Trials ongoing and planned as can be found listed online at the Clinical Trials Register.

Dupuytren’s

In Oxford and Edinburgh, UK the RIDD trial has started in 2017 and has now stopped recruiting, as they have enrolled the number of patients needed. The trial is being continued in Groningen, the Netherlands. Patients with Dupuytren’s nodules who have not had any other treatment yet will be injected with a drug commonly used for Rheumatoid Arthritis or a placebo, to see if it stops the progression. More information on the trial can be found on our Research page. The drug (Adalimumab) is also being tested for Frozen Shoulder.

The DISC trial, Dupuytren’s Interventions: Surgery versus Collagenase, a multicentre randomised trial comparing Limited fasciectomy to collagenase, results and costs. The centra involved are Derby, Blackburn, Liverpool, Leicester, Southampton and Newcastle upon Tyne. They have now stopped recruiting.

Hand-2, a study starting soon to compare the longterm results of Limited Fasciectomy versus those of Percutaneous Needle Fasciotomy. Prof Tim Davis is the lead investigator, and the study will run in Nottingham and several other locations.

In Oslo a comparison between PNF and Collagenase, and 5-year follow up. They are no longer recruiting (Norway).

In Haukeland University Hospital in Norway a trial to determine whether physical therapy improves outcomes after collagenase for Dupuytren’s.

In Belgium, in the ‘Universitair Ziekenhuis Leuven’ a trial is starting led by Prof I Degreef, into the use of Vivisorb at the end of fasiectomy surgery, to see if it will act as functional firebreak and prevent contracture recurrence.

In Calgary, Canada a study comparing PNF with Collagenase injections, and especially the rate of recurrence up to 5 years.

In Ontario, Canada a trial comparing Collagenase with Limited Fasciectomy.

In Quebec,  Canada a trial is being held comparing the effectiveness of two post-fasciectomy rehabilitation protocols in patients with Dupuytren’s Disease. The aim is to evaluate if higher intensity therapy gives better results.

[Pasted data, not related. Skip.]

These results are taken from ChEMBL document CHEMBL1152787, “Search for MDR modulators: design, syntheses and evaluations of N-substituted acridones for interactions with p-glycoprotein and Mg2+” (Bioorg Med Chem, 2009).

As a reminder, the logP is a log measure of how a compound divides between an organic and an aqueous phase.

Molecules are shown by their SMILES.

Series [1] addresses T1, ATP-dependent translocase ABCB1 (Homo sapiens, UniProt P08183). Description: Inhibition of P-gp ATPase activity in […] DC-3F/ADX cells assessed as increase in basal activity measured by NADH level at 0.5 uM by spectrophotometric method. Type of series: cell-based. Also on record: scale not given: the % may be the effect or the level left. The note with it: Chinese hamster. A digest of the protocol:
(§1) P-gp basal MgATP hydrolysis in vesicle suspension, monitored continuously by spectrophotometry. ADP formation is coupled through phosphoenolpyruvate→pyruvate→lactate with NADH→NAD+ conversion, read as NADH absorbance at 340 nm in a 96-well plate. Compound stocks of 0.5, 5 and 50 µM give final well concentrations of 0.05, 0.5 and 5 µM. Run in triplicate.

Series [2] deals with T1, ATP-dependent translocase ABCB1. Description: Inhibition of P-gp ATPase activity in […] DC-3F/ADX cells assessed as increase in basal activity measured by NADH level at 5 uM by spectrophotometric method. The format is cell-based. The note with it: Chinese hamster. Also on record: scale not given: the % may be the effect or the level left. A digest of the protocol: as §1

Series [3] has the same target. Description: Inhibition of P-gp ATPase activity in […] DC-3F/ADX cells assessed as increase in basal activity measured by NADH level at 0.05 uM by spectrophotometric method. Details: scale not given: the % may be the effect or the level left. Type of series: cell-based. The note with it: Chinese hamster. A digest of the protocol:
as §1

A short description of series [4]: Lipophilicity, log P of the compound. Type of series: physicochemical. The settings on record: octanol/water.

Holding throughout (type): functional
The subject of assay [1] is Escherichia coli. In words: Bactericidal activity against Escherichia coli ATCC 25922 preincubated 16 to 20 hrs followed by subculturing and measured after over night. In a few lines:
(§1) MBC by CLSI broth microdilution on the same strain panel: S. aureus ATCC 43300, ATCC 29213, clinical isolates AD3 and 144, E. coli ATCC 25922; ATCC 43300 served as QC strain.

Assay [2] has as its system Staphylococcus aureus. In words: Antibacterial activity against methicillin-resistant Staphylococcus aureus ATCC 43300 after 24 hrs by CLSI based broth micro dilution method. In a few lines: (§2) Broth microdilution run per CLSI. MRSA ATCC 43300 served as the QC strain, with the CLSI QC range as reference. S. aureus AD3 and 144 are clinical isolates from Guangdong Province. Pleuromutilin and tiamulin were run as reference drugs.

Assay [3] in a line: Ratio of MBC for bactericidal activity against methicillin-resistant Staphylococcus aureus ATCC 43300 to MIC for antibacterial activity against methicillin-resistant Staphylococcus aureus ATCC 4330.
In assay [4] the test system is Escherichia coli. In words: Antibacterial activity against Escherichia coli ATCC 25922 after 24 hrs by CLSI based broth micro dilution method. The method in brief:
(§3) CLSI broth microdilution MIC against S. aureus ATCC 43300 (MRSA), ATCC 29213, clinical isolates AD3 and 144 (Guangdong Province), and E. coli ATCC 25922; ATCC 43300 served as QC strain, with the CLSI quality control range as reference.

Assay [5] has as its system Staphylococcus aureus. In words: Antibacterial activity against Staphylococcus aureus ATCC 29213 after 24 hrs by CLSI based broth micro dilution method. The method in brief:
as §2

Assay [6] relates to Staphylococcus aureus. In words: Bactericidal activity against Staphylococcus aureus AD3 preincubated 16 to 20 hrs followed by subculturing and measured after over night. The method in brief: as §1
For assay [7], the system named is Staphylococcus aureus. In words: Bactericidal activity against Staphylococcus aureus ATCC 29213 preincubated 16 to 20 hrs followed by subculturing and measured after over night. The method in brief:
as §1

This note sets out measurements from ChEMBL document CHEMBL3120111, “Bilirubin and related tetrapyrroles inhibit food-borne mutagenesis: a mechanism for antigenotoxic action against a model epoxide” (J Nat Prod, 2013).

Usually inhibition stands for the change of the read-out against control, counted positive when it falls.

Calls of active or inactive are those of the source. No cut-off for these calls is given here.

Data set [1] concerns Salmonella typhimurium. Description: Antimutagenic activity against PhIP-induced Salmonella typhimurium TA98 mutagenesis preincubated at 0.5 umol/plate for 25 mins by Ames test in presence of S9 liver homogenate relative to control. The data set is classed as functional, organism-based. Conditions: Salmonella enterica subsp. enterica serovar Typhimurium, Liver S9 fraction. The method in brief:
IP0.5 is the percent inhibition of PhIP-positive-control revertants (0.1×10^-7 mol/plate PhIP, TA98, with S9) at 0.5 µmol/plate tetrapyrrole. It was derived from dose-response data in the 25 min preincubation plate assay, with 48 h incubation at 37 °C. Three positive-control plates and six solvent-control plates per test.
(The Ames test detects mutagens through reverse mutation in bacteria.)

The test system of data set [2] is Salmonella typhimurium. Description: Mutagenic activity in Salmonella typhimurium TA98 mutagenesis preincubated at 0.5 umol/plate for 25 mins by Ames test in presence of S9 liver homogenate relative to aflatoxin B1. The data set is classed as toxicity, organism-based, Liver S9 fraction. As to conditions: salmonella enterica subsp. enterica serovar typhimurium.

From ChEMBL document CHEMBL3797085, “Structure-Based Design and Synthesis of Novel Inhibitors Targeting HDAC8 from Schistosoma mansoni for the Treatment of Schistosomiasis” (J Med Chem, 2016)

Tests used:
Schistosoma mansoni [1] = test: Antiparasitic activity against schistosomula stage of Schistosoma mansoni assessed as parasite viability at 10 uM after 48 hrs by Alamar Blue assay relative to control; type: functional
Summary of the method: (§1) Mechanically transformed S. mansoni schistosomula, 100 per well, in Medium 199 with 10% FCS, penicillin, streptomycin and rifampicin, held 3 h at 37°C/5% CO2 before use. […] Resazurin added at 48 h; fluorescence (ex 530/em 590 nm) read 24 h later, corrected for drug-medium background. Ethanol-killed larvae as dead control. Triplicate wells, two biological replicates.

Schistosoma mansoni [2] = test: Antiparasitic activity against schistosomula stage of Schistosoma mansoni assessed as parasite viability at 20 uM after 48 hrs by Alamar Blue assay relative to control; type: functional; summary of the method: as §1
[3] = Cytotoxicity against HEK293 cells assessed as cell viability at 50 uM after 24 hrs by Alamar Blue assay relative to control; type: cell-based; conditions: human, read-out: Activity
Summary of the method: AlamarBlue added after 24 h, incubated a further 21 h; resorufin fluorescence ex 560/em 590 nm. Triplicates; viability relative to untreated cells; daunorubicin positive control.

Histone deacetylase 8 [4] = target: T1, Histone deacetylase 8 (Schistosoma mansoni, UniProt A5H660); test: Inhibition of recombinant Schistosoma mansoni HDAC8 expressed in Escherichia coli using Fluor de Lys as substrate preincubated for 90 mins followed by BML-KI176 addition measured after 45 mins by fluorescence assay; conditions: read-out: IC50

In the Mayo Clinic, Rochester, USA a trial is on the way investigating ‘The effects of Prophylactic Limited Palmar Fasciectomy on surgical outcome and scarring’ , where the theory that removing a thickened pretendinous cord that causes a Trigger Finger gives less complications afterwards than just cutting the cord as is done normally in a surgical procedure for Trigger Finger.

In Minneapolis, Minnesota a trial has started to discover the effect of radiotherapy on disease recurrence after surgical correction of contracture for Dupuytren’s. Dr Dusenbury is the main investigator in the trial.

A trial to monitor the results of radiation therapy for Dupuytren’s has started in Australia, with a possible international involvement in the future. It is known as DEPART  (Dupuytren’s disease: Evaluation of Preventative and Adjuvant Radio Therapy) The trial is run by Genesis Care and Hunter Hand Surgery at Lake Macquarie, Australia. Hand surgeon Dr Brett McClelland and Radiation Oncologist Dr Jarad Martin are the main doctors involved. The trial, which is run as a doubleblind, will evaluate the effect of radiation both in early stage Dupuytren’s and after treatment to correct contracture.

Ledderhose

In the Netherlands a double blind trial comparing the effects of radiation therapy for Ledderhose Disease has started in 2018, and has now closed to new patients. The centra involved are in Groningen, Arnhem, Amsterdam, Eindhoven and Delft. Patients have to be Dutch speaking and not had any treatment to that foot yet.

The trial information for patients can be found here: LedRad – Studie-pdf (leaflet in Dutch)

In Texas and Illinois, USA a small study using Collagenase (Xiaflex) in Ledderhose patients is starting in 2020.

Peyronie’s

In Miami, Florida USA a trial is about to start (Sept 2020) using PRP for Peyronie’s Disease.

In Assiut, Egypt a trial is due to start November 2017 comparing the outcome of different types of surgery for Peyronie’s.

In Odense, Denmark a trial using ESWT (shockwave) and vacuum devices for Peyronie’s

Dr R. Flannigan of British Columbia University is planning a trial using fractionated carbon dioxide laser for Peyronie’s.